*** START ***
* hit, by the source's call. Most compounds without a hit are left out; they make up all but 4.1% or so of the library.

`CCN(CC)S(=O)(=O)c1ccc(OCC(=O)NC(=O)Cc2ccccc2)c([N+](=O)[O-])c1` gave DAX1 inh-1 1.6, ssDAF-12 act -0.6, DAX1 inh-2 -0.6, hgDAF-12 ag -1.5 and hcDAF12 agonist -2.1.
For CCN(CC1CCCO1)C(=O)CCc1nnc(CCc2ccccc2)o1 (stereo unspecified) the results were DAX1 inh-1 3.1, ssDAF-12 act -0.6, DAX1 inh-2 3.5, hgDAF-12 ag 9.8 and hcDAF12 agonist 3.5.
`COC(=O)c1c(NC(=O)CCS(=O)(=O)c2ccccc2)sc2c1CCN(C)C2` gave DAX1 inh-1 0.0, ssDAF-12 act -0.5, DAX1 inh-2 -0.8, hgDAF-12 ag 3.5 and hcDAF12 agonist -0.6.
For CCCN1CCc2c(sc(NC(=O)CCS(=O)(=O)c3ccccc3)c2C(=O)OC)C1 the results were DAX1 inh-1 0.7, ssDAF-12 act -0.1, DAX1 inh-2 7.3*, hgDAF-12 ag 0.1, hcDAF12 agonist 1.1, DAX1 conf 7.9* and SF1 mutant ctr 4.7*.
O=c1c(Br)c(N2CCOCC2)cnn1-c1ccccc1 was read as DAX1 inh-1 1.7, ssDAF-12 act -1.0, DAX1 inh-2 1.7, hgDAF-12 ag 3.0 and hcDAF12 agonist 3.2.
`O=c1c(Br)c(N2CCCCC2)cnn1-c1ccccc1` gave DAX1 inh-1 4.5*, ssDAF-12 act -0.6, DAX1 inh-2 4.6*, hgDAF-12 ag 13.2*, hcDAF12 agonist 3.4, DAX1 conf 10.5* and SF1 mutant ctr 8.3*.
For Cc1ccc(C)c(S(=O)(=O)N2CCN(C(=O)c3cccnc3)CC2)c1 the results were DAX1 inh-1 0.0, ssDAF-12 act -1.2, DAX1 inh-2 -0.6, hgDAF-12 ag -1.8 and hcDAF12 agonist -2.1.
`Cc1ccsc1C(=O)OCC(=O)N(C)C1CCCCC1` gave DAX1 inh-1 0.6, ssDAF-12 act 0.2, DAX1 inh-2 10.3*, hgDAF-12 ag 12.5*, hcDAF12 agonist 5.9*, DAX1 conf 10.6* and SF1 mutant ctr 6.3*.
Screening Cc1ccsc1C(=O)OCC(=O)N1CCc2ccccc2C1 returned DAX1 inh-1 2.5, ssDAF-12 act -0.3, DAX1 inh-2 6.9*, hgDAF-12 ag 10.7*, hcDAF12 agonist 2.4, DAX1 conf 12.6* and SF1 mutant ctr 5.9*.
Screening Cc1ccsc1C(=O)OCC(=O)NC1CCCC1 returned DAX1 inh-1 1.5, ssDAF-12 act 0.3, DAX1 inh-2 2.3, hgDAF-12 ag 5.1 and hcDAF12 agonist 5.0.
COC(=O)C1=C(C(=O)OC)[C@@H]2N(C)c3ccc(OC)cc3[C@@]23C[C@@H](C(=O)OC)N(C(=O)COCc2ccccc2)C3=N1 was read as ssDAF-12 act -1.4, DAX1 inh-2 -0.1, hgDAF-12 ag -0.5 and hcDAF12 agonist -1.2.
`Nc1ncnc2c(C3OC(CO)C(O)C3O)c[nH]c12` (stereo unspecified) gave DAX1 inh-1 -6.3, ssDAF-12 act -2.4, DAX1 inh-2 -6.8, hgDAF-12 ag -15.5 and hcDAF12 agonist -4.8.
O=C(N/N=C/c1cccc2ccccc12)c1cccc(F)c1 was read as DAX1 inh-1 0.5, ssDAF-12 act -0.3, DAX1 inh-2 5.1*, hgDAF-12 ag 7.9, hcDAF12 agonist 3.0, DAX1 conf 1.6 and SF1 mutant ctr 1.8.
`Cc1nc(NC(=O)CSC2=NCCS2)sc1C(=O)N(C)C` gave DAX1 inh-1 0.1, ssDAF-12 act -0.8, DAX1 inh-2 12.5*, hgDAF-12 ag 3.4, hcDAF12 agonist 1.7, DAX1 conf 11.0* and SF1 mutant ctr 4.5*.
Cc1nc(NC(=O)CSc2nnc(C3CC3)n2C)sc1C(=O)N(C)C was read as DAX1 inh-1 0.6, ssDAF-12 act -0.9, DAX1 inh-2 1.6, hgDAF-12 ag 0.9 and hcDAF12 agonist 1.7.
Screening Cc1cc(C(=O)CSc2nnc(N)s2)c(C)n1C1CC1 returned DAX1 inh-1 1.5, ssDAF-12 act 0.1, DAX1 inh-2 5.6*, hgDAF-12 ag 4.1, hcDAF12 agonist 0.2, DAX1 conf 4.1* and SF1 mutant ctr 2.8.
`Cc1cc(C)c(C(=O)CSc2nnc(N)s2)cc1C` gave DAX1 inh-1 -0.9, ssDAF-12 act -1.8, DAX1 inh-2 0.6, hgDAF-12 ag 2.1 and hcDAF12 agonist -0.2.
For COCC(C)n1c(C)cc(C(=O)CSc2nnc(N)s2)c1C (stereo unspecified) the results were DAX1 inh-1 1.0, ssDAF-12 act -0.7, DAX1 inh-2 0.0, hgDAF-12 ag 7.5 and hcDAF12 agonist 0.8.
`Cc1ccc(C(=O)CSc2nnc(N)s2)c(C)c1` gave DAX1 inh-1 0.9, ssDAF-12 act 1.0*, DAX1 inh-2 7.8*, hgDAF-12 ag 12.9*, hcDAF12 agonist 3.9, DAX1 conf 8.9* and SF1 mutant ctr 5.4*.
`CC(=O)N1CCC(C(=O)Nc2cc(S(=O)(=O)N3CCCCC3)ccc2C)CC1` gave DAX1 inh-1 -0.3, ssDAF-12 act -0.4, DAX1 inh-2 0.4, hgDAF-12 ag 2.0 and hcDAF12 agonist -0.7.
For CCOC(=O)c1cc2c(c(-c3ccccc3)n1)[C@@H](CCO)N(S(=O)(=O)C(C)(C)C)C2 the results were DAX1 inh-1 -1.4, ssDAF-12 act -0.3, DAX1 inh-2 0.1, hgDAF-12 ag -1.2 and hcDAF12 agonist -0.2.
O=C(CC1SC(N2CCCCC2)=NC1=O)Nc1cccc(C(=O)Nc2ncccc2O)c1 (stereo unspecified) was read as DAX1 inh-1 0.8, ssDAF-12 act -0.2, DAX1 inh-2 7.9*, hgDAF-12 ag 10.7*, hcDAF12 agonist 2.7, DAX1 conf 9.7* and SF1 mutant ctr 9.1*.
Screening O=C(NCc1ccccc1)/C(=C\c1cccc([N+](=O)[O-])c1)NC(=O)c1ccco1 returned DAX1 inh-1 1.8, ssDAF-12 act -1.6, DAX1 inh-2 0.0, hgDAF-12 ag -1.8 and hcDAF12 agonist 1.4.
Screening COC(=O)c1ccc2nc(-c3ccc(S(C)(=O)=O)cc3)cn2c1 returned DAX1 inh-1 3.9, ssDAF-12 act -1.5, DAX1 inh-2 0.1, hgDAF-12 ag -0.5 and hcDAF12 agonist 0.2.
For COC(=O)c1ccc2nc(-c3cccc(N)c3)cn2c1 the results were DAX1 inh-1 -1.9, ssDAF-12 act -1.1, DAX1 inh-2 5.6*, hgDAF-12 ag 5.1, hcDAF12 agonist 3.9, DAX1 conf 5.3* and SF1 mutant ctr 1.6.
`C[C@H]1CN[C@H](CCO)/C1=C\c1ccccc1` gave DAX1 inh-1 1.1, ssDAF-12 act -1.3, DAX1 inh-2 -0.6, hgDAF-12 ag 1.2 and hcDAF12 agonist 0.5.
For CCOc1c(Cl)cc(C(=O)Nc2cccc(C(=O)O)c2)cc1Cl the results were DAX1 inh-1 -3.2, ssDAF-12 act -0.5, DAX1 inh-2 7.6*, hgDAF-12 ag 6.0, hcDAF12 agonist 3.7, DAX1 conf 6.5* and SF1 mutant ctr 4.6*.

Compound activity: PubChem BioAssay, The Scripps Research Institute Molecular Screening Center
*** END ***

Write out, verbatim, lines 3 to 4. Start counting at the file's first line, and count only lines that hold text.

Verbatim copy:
For CCN(CC1CCCO1)C(=O)CCc1nnc(CCc2ccccc2)o1 (stereo unspecified) the results were DAX1 inh-1 3.1, ssDAF-12 act -0.6, DAX1 inh-2 3.5, hgDAF-12 ag 9.8 and hcDAF12 agonist 3.5.
`COC(=O)c1c(NC(=O)CCS(=O)(=O)c2ccccc2)sc2c1CCN(C)C2` gave DAX1 inh-1 0.0, ssDAF-12 act -0.5, DAX1 inh-2 -0.8, hgDAF-12 ag 3.5 and hcDAF12 agonist -0.6.